For example, if your loan is for $10,000 but has a 2% origination fee, you only get $9,800. But you’re still responsible for repaying the entire $10,000 loan.
Not all lenders charge this fee, so you can try to skip lenders that do. However, if you opt to consolidate debt with a personal loan, your primary goal should be the lowest possible interest rate, and you might be able to score a low enough rate with a lender to make this one-time fee worth paying.
If you go with a lender that charges an origination fee, plan to borrow enough for the loan funds to cover the debt you’re consolidating plus the fee.
4. Your Credit Score Could Go Down
Your credit score calculates student loan debt and credit card debt differently. Student loans are installment debt, a one-time loan with a set monthly payment and payoff date. Credit cards are revolving debt, a line of credit you can keep using continuously.
Thus, when you pay off your credit cards with a personal loan, your credit score improves. But if you replace your student loans with your new debt consolidation loan, you’ve just replaced one installment loan with a new larger one.
That could potentially lower your credit score in two ways: First, the loan is new. New debt almost always gives your score a temporary dip. Second, to consolidate all your old debt, it will be a bigger loan. More debt almost always means a lower score.
5. You’ll Lose Access to Student Loan Repayment Options
If you consolidate your federal student loans with a private consolidation loan, you no longer have federal student loans. That means you lose access to all the federal options for deferment and forbearance. You also lose access to all the federal repayment plans, including graduated repayment, extended repayment, and income-driven repayment.
If you’re considering debt consolidation as a way to pay off your debt as quickly as possible, you may think you don’t need these options. But it’s impossible to say what the future holds.
And if you’re considering debt consolidation as a way to lower the monthly payment amount, income-driven repayment might be exactly what you need since it ties your monthly student loan payments to your income.
Plus, income-driven repayment is the gateway to all the student loan forgiveness programs, including the Public Service Loan Forgiveness Program. So if you’re working in a public service job and could potentially have all your student loans forgiven after 10 years, skip converting your federal student loans into private loans.
Even if you consolidate private student loans with a personal loan, you also lose access to private student loan repayment options, borrower protections, and other perks for student loan borrowers.
Although private student loans tend to have far fewer repayment options than federal student loans, they still have options for things like economic hardship deferment, in-school deferment, or the ability to make interest-only payments or low flat-rate payments while you’re in school. Many also have options for cancellation or discharge in the case of death or total and permanent disability.
Plus, the interest on a private student loan is tax-deductible, just as with federal student loans. The same isn’t true of a personal loan.
Although you can do it, consolidating student loan debt with consumer debt is rarely a good idea. The best strategy is to group similar debts. In other words, use a federal direct consolidation loan for your federal student loans, a private refinance loan for your private student loans, and a personal loan for your other debts.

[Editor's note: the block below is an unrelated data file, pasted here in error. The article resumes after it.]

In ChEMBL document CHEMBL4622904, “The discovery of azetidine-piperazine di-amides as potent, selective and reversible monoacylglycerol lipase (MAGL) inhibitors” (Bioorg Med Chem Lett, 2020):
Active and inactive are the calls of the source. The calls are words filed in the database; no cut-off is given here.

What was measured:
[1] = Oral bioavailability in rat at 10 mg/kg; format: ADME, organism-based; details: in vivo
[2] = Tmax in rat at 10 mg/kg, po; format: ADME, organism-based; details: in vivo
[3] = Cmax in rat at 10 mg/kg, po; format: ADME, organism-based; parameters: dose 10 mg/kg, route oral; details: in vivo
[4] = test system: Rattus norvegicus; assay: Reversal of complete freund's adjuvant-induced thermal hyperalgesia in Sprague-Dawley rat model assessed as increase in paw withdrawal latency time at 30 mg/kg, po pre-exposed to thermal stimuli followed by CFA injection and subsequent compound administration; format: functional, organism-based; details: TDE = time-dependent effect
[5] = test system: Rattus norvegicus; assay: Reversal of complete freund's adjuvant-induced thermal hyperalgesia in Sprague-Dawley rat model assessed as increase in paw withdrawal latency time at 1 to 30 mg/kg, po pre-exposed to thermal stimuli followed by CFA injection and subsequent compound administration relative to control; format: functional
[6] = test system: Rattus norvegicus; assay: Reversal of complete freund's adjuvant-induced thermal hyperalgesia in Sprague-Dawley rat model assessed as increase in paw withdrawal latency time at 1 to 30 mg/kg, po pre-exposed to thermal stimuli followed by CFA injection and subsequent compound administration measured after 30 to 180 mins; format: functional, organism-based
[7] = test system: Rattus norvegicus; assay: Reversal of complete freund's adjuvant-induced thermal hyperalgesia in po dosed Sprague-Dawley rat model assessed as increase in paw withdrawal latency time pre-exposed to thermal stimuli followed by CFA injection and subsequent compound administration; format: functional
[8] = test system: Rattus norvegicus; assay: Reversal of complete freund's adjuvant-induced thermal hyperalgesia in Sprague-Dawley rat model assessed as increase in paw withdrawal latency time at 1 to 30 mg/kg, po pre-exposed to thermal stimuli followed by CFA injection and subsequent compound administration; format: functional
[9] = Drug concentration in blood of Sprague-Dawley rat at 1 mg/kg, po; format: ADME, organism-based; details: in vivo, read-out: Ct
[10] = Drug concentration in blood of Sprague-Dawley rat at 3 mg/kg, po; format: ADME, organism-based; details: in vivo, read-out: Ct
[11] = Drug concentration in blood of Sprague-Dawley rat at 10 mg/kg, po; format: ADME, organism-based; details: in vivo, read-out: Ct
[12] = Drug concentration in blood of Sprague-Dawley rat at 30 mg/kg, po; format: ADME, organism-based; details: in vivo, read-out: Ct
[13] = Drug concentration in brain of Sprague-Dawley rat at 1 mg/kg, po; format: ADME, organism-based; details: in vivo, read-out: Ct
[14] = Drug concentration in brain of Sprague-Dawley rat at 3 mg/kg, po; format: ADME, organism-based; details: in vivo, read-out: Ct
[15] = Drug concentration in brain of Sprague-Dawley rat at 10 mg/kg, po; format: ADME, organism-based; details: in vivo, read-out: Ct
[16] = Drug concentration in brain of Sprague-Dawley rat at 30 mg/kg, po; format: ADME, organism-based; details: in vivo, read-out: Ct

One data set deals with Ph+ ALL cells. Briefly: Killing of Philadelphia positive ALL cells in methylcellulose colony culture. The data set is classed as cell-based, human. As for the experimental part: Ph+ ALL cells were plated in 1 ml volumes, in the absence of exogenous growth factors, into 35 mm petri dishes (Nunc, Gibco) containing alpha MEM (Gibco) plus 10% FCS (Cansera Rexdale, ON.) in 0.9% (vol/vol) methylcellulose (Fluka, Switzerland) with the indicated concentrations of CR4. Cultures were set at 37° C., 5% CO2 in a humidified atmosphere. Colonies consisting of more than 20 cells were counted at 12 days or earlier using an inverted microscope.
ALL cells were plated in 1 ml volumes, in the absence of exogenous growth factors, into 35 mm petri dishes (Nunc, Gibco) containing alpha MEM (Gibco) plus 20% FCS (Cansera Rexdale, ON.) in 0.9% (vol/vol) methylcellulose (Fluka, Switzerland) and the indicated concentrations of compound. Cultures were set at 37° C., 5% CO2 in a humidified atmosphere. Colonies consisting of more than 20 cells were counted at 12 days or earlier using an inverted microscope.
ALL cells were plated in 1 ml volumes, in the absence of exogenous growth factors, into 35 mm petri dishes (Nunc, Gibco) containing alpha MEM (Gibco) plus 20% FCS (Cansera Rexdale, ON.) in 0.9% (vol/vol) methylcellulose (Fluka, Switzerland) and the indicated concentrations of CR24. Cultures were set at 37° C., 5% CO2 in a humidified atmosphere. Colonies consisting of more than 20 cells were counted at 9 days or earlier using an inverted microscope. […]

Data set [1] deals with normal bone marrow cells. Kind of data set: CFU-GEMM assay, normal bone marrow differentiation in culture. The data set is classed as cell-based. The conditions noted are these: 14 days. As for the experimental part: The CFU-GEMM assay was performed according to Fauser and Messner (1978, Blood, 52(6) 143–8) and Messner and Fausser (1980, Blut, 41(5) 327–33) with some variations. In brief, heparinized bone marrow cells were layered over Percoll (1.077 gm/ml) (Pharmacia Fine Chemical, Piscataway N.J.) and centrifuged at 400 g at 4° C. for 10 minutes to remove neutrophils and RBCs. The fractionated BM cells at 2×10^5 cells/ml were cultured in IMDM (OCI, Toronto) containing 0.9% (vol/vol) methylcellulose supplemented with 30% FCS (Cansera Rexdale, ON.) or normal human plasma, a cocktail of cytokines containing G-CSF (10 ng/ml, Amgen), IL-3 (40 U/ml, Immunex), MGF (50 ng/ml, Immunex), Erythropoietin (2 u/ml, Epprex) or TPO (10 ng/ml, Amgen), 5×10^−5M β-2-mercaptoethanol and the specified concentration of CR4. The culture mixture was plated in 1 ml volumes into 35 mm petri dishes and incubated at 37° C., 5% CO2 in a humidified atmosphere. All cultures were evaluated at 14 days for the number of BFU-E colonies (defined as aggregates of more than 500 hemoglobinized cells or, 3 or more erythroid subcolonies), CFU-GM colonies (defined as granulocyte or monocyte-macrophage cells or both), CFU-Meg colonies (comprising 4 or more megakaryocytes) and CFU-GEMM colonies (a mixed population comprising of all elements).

While there could be some advantages to consolidating your student loans and other debts together, there are better options.
A federal direct consolidation loan allows you to combine all your federal loans into a single loan while preserving access to all the federal repayment plans and borrower protections.
And if you have private student loans, a refinance student loan typically gives you a better interest rate and repayment options than a personal loan. To ensure you get the best interest rate and terms possible for you, compare offers from multiple lenders — including interest rates, repayment plans, and borrower perks.
Then, if you’re still interested in consolidating the rest of your debt, you can use a personal loan to do that. In fact, if you opt to consolidate your other debts before refinancing your student loans, it can even increase your odds of approval.
For example, CommonBond looks at the amount of free monthly cash flow when evaluating an application. A lower monthly payment on your debts could give you more cash flow.
Just as with a student loan refinance, use a marketplace like Credible to compare offers from lenders to find the best rate and terms on a personal loan. Credible uses a soft credit inquiry to match you with prequalified offers, so it won’t affect your credit.
That’s especially important if you plan to apply for several consolidation loans at once. Without a comparison tool like Credible, once you submit your final loan applications with your selected lenders, the lenders will make a hard credit inquiry. That causes a temporary drop in your credit score that could affect your ability to apply for more loans. It’s best to compare them beforehand and only submit an official application to one lender.
Ultimately, consolidating student loans and other debt together isn’t the most cost-efficient way to manage debt.
But if you do consolidate your debt, watch out for scams. Never pay an organization to consolidate your debts for you. You can find a personal loan on your own, and consolidation through the federal government is always free.
Also know consolidation isn’t the best strategy for everyone, even if you opt to consolidate different debts separately. You may lose benefits on some student loans if you consolidate them. Some alternatives to a debt consolidation loan include credit card balance transfers, credit counseling, debt settlement, negotiating directly with your creditors, and bankruptcy.
Whatever your debt payoff or debt management goals, explore your options to see which is right for you.